Since Forever Ago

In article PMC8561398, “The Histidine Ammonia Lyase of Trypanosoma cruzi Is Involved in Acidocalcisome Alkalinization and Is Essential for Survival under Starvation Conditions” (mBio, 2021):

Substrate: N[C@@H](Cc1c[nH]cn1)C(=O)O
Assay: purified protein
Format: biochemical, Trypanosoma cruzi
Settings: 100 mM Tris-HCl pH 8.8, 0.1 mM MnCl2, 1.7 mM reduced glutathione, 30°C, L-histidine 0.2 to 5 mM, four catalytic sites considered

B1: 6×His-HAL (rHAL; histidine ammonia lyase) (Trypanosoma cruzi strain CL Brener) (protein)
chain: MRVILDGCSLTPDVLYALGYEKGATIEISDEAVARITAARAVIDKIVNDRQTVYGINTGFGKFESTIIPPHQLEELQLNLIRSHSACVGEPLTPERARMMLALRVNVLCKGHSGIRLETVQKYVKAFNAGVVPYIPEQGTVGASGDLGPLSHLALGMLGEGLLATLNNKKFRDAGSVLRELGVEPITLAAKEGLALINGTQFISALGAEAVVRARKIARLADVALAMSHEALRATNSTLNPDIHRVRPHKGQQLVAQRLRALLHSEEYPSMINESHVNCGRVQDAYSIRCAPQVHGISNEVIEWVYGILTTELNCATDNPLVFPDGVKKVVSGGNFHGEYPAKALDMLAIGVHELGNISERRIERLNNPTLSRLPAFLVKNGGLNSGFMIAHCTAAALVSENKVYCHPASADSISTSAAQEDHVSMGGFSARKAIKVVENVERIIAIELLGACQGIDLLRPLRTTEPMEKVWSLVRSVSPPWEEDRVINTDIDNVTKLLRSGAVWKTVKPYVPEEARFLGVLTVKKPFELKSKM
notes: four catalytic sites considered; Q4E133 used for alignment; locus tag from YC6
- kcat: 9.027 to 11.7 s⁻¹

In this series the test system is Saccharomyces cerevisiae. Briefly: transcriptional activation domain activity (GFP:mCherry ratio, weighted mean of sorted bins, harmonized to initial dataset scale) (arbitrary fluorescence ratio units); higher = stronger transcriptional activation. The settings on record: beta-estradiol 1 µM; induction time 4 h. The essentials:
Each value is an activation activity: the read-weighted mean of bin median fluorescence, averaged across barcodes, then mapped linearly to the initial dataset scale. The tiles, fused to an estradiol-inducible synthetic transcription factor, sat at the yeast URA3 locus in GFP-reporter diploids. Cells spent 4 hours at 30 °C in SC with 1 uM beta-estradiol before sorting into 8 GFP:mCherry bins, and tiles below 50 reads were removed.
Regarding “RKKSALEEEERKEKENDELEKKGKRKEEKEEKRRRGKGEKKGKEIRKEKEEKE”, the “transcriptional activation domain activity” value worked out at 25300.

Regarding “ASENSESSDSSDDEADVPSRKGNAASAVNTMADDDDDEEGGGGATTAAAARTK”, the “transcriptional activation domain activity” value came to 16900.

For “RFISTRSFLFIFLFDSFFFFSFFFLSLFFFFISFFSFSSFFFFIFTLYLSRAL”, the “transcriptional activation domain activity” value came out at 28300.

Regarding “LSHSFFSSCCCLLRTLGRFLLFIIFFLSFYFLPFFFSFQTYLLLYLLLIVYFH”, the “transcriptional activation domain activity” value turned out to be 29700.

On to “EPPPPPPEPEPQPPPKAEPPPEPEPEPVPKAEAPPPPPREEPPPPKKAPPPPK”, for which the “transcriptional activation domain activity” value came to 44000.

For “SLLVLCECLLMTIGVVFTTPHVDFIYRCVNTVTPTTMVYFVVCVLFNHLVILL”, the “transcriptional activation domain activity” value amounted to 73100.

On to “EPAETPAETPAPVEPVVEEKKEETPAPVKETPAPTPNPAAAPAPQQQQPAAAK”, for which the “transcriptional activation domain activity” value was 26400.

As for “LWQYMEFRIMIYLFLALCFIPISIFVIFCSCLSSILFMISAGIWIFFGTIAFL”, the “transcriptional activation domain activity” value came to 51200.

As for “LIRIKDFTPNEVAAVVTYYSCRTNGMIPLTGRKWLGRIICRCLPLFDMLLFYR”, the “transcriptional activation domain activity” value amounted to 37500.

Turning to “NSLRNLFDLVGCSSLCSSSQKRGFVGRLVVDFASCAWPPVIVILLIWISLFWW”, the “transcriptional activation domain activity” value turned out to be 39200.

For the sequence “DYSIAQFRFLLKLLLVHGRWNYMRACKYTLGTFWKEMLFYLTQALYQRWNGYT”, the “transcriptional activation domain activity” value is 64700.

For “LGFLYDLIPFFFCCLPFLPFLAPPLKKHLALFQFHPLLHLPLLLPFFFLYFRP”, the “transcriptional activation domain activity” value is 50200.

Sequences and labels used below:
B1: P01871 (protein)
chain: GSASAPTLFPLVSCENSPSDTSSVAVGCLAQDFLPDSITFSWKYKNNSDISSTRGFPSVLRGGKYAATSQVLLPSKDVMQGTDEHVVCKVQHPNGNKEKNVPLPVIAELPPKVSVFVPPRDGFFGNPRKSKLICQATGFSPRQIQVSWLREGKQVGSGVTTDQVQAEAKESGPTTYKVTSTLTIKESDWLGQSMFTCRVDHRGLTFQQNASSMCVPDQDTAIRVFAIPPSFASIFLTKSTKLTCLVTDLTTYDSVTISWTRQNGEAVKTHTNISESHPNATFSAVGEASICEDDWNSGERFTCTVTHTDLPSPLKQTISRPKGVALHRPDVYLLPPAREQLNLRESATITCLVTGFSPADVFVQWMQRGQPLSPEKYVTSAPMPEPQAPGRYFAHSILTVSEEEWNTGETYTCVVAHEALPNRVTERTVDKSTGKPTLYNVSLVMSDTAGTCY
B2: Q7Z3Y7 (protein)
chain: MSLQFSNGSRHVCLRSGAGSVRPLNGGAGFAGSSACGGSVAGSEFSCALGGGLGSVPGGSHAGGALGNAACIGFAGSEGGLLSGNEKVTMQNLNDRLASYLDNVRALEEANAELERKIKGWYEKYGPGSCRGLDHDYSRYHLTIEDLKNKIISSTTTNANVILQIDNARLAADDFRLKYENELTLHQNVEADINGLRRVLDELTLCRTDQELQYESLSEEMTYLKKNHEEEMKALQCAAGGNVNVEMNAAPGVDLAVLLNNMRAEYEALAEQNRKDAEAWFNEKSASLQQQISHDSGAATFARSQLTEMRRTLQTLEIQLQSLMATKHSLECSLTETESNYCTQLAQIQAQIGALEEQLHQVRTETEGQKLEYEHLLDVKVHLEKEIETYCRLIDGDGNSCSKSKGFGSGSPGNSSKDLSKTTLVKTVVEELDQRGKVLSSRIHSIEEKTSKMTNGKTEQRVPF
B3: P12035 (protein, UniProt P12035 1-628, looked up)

Since Forever Ago - Olivia Besse Thank you All Night Reads for providing me with an electronic galley of the book, I’m really glad I got the chance to read it and it was such a perfect pick-me-up that I’ve been looking for for the last while and finally found in this book. Many of the reviewers complained about Riley being an annoying, obnoxious, and slap-worthy character, so many in fact that the author even wrote a disclaimer that this was the goal, to make Riley that kind of character. I don’t know if it’s because of the disclaimer, or whether it’s because I knew this was a novel that targeted an audience that was around the 20-25 year old category, but I found myself really enjoying not only the entire thing but also Riley’s apparently “unbearable” character. Because come on, let’s be realistic – people are annoying and unbearable more often than we’d like to admit it. The plot of the book is nothing that hasn’t been explored before, but it was written in such an honest, light, and humorous fashion that the originality didn’t matter at all. I devoured the whole thing and had to force myself to take a break because there was homework waiting to be done – this was a really addicting guilty-pleasure kind of read. Even the swear words felt right in the context which they were used in, and the intimate scenes were written in a way that actually felt believable and without making it border the erotic eye-roll-worthy type of scenario. I connected with Riley and understood some of her reactions as well as her initial clingy attachment to Noah and her unwillingness to let him go, and her transition to realising he was wrong for her was another that really spoke to me and made me smile a little and nod my head in a way that made the gesture feel like an act of solidarity. Her friendship with Max is another one that rang a lot of bells in terms of personal memories and will resonate with a lot of people who read this book I think, because it’s the kind of friendship-turned-romance that many girls (secretly) wish for, and it was really hard not to root for the two of them to end up together. I think it has such a natural feel because it was written by someone who’s around the same age and who understands the situation and people that were described in the story, and if the author writes from their personal experience or emotional understanding that truly strengthens the book, as it does in this case. It’s not one that will win awards or probably be that talked about among young adults but it’s a book that is light, quick, and an excellent distraction from the somewhat exaggerated love stories that are currently being published and a much more realistic approach at what it means to love someone and make mistakes. Don’t pick this book up expecting smart, more-mature-than-their-age characters, because you won’t get them in this book. Which is EXACTLY why you SHOULD pick this book up. Literature really needs a break from the standard it has set for mature, intelligent, witty characters, especially female leads, which tend to dominate the book market these days. There need to be more Rileys that depict the raw human emotions and the side of craziness and obnoxiousness that is present in all of us. It was a humorous quick story that I dove into and ate up completely, and would gladly do it again.